Crowded malls. The eternal search for a halfway decent parking spot. Waiting for hours—only to see the gift your son or daughter desperately wants sell out right before you get to the front of the line. Who needs this version of the holiday spirit?
Imagine if you could buy yourself a gift that makes whatever you want for others—it's not the ingredients for a home-baked fruitcake to send to friends and relatives, either. 3-D printing companies like MakerBot are making a bet that you won't need Amazon.com, a bricks-and-mortar retail giant or a bunch of Santa's elves in the North Pole workshop to cover everyone naughty and nice. A holiday trend of the future will be stockings stuffed and trees underlined with your own 3-D printed designs.
MakerBot, which opened its first retail store in Manhattan last year, has opened two more this holiday season—in Boston and Greenwich, Conn.
"[Our buyers] have traditionally been a lot of early adopters, but now it's shifting," said Jenifer Howard, MakerBot spokeswoman. "You can make incredible pieces of art," she said. Or you can make a practical stocking stuffer—an iPhone case, for example. And for gifts that are better to buy yourself than to rely on someone else to select for you—say, a husband—3-D printing can take the place of a gift card. "You can even make clothing or print yourself a pair of high-heeled shoes," Howard said.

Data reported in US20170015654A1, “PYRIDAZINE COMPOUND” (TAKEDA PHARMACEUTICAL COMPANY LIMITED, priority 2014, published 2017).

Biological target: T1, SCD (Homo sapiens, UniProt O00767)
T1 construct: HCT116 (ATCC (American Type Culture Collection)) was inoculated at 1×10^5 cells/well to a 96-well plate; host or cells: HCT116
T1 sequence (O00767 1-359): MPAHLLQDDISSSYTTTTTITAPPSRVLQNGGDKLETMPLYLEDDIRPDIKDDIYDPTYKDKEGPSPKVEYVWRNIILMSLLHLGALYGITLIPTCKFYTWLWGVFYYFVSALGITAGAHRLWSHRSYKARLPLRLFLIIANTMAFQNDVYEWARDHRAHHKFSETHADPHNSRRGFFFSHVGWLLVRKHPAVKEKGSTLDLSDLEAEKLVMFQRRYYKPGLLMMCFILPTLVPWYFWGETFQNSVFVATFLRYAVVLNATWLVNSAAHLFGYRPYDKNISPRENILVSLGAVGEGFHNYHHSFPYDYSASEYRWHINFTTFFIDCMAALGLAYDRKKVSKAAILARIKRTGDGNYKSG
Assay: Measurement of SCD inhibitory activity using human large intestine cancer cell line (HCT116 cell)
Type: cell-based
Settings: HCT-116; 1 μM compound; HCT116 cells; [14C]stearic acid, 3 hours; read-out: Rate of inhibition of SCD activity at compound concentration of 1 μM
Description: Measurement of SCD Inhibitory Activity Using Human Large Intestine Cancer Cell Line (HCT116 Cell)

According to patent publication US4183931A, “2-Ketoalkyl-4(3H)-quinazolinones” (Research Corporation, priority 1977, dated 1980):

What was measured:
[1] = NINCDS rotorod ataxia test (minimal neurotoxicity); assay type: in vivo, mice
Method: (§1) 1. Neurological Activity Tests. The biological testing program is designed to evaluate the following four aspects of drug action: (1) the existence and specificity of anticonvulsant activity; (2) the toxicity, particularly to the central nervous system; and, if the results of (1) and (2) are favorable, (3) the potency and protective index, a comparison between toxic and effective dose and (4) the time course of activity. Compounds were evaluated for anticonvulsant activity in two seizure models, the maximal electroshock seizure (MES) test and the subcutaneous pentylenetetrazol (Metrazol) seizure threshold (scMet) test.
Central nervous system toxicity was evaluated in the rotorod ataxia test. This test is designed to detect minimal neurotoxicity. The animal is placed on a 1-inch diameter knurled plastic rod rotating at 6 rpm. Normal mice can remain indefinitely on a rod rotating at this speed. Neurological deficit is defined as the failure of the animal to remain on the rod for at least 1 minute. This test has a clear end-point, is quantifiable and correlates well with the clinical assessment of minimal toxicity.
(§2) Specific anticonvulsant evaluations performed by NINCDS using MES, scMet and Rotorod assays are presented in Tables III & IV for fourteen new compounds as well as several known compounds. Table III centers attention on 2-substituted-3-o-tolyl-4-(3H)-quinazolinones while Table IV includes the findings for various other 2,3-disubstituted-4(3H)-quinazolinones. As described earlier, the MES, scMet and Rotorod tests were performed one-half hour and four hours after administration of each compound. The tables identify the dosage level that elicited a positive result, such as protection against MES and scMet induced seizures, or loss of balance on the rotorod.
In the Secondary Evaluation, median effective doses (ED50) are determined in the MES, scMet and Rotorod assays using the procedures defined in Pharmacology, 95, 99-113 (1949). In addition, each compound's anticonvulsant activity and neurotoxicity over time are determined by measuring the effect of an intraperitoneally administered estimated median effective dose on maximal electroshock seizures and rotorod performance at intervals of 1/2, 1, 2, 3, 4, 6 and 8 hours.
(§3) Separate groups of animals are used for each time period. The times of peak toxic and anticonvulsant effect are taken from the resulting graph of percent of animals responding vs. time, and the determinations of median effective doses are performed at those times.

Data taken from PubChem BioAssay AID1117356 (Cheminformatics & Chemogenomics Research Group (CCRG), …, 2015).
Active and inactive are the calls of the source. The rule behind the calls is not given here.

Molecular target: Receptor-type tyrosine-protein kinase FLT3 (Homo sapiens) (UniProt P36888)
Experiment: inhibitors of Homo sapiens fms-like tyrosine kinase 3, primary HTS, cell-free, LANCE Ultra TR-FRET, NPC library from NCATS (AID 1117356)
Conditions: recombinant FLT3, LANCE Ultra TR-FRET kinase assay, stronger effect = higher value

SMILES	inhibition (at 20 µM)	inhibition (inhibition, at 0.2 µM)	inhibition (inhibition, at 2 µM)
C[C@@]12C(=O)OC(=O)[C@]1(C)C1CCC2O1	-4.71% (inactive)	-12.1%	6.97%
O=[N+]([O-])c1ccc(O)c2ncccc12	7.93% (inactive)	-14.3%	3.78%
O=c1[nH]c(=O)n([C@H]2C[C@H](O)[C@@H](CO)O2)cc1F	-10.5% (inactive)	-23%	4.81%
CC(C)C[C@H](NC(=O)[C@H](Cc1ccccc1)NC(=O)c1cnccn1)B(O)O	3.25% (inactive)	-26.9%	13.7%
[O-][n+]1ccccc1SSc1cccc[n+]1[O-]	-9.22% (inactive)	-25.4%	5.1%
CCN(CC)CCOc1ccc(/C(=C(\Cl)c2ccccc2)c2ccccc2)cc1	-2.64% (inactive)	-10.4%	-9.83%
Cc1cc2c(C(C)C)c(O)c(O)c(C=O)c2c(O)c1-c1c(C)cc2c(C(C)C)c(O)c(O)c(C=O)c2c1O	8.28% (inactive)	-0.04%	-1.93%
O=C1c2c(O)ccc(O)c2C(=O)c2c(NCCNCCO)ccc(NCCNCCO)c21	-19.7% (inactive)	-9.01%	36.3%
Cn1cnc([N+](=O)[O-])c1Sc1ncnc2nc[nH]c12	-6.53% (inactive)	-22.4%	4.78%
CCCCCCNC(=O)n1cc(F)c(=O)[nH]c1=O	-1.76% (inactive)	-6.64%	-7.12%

(Read more: Looking like an iPad Christmas)
Printing out gifts at home may sound like a perfect way to escape some of the holiday bustle, but it does present some obstacles. First off, there's the etiquette question.
The Miss Manners of the MakerBot era
Two years ago, when Groupon was in its heyday, some shoppers would present the vouchers as gifts and be a bit confused when the recipient didn't do cartwheels. Will 3-D gifts be viewed as the presents of cheapskates as well?
Diane Gottsman, national etiquette expert and owner of the Protocol School of Texas, said she thinks 3-D printed gifts pass the "cheapskate test."
"It's art," Gottsman said. "I think it's different than someone giving a discount coupon. [With Groupon] it wasn't only a gift certificate but a discounted one. So that tended to send the message that it's cheap. But with these machines, you can actually make a gift and it's something you thought someone would want. It's very similar to a craft item someone would make—very similar to a DIY project."